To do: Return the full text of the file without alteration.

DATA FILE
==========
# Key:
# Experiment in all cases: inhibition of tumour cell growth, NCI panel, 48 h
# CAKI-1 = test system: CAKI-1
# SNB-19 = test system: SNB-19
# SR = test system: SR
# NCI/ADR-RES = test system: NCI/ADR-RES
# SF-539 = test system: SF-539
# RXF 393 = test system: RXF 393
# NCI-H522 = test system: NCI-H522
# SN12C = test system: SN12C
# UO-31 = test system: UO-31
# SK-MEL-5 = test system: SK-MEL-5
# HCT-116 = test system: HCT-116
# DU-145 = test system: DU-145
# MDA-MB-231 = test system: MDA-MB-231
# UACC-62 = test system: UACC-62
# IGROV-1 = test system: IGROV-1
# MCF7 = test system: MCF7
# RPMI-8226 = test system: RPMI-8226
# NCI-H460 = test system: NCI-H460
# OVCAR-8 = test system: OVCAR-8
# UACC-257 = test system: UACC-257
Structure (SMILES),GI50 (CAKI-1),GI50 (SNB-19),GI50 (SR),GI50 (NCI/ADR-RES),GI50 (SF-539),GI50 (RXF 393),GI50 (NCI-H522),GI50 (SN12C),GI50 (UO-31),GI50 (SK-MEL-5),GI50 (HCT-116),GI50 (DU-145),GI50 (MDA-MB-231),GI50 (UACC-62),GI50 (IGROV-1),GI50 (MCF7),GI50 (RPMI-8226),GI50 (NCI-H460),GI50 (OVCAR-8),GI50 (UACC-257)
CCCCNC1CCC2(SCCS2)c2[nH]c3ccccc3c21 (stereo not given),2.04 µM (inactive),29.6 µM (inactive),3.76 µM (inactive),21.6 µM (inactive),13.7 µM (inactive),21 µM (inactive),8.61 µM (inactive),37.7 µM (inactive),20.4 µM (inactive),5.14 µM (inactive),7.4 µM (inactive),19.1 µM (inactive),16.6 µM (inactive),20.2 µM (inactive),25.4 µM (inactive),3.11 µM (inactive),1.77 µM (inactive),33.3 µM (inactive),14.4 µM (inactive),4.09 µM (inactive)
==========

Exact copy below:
# Key:
# Experiment in all cases: inhibition of tumour cell growth, NCI panel, 48 h
# CAKI-1 = test system: CAKI-1
# SNB-19 = test system: SNB-19
# SR = test system: SR
# NCI/ADR-RES = test system: NCI/ADR-RES
# SF-539 = test system: SF-539
# RXF 393 = test system: RXF 393
# NCI-H522 = test system: NCI-H522
# SN12C = test system: SN12C
# UO-31 = test system: UO-31
# SK-MEL-5 = test system: SK-MEL-5
# HCT-116 = test system: HCT-116
# DU-145 = test system: DU-145
# MDA-MB-231 = test system: MDA-MB-231
# UACC-62 = test system: UACC-62
# IGROV-1 = test system: IGROV-1
# MCF7 = test system: MCF7
# RPMI-8226 = test system: RPMI-8226
# NCI-H460 = test system: NCI-H460
# OVCAR-8 = test system: OVCAR-8
# UACC-257 = test system: UACC-257
Structure (SMILES),GI50 (CAKI-1),GI50 (SNB-19),GI50 (SR),GI50 (NCI/ADR-RES),GI50 (SF-539),GI50 (RXF 393),GI50 (NCI-H522),GI50 (SN12C),GI50 (UO-31),GI50 (SK-MEL-5),GI50 (HCT-116),GI50 (DU-145),GI50 (MDA-MB-231),GI50 (UACC-62),GI50 (IGROV-1),GI50 (MCF7),GI50 (RPMI-8226),GI50 (NCI-H460),GI50 (OVCAR-8),GI50 (UACC-257)
CCCCNC1CCC2(SCCS2)c2[nH]c3ccccc3c21 (stereo not given),2.04 µM (inactive),29.6 µM (inactive),3.76 µM (inactive),21.6 µM (inactive),13.7 µM (inactive),21 µM (inactive),8.61 µM (inactive),37.7 µM (inactive),20.4 µM (inactive),5.14 µM (inactive),7.4 µM (inactive),19.1 µM (inactive),16.6 µM (inactive),20.2 µM (inactive),25.4 µM (inactive),3.11 µM (inactive),1.77 µM (inactive),33.3 µM (inactive),14.4 µM (inactive),4.09 µM (inactive)